At least 33 have died in the wake of rains that lashed central and south China. Hunan province has suffered $1 billion in direct losses.

Rescuers transfer residents with a boat at a flooded area in Guilin, Guangxi province, China, July 2, 2017.
Rescuers transfer residents with a boat at a flooded area in Guilin, Guangxi province, China, July 2, 2017. (AP)

Torrential rain lashed parts of central and south China on Monday, with floods damaging crops, forcing hundreds of thousands from their homes and killing at least 33. Meanwhile, the north wilted in a heat wave and drought-like conditions.

Water levels in more than 60 rivers in southern China have risen above warning levels, the flood control authority said.

At least 33 people are confirmed dead and 15 are reported missing as of Monday morning after heavy rain and flooding engulfed central and southern provinces including Hunan, Hubei, Anhui, Sichuan and Guizhou, China's civil affairs ministry said.


The annual rain season, which arrived in the second half of June, has hit southern Hunan province the most. Weather forecasters predict the relentless downpours could start to ease in coming days.

Xiangjiang, a major tributary of the Yangtze River, has exceeded its record flood level in the Hunan capital of Changsha. Floods in the city have swamped houses, uprooted trees, damaged cars and submerged roads.

More than 300,000 people have been evacuated across Hunan, which has lost 295,000 hectares of crops and seen more than 6,000 homes destroyed.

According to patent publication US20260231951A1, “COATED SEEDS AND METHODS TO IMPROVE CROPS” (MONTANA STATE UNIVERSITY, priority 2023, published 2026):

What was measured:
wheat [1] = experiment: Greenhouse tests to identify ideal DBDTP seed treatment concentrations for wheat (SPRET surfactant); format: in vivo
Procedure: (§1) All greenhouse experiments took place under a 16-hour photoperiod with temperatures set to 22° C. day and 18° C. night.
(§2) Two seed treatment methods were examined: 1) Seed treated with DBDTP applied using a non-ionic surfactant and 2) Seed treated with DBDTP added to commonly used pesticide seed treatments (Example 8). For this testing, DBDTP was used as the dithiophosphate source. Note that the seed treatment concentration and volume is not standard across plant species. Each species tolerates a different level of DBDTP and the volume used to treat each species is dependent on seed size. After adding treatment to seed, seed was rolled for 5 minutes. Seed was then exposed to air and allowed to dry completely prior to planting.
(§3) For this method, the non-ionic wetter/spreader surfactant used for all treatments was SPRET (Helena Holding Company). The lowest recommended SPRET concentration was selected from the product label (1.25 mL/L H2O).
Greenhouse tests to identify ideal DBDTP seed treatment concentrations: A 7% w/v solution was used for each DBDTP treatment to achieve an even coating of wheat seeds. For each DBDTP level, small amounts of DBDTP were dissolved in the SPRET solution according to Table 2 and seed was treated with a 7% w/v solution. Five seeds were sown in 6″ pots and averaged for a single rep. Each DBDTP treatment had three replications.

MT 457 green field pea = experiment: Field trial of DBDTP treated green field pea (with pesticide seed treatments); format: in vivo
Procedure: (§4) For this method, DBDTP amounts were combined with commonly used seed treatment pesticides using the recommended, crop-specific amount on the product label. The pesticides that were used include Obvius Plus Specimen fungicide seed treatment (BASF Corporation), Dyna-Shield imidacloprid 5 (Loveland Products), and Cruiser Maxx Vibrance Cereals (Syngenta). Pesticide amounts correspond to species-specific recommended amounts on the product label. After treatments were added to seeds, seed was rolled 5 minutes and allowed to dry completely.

Across Hunan, the flooding has caused a total direct economic loss of 8.26 billion yuan ($1.22 billion), the provincial civil affairs office said.

Blackout in Guangxi

In Guangxi, 16 people have been confirmed dead and 10 are missing after a flood hit the southwestern region after a storm, the official Xinhua news agency cited authorities as saying.

Southern provinces produce some of China's major crops.

Guangxi is China's top sugarcane-growing region, while Hunan is its third-largest hog-farming province. Rice is grown south of the Yangtze.

China will take steps to ensure sugar reserves are safe during the rainy season, the Sugar Reserve Management Centre said.

China Southern Power Grid reported an extensive blackout in Guangxi. Electricity to half of the affected area was restored by Monday morning.

The state post bureau warned of courier delays in parts of the central, southern and southwestern provinces.


By contrast, stifling heat has settled over Beijing, Hebei, Henan and other northern provinces since last week, with temperatures forecast to reach 40 degrees Celsius in some areas on Monday, the meteorological bureau said.

Cities in Shaanxi province issued alerts, saying temperatures could exceed 35 degrees Celsius in the next three days.

Many residents in the province have ordered food to be delivered rather than cook at home in the heat, a Shaanxi newspaper reported.

In Beijing, many residents stayed indoors over the weekend due to the heat.

In the Inner Mongolia region, more than 200 firefighters are battling a grassland fire that has crossed over to northern China from Mongolia, Xinhua reported.

The blaze has spread quickly in the heat, dry conditions and strong winds.

The heat wave is expected to ease by mid-week.

Source: AFP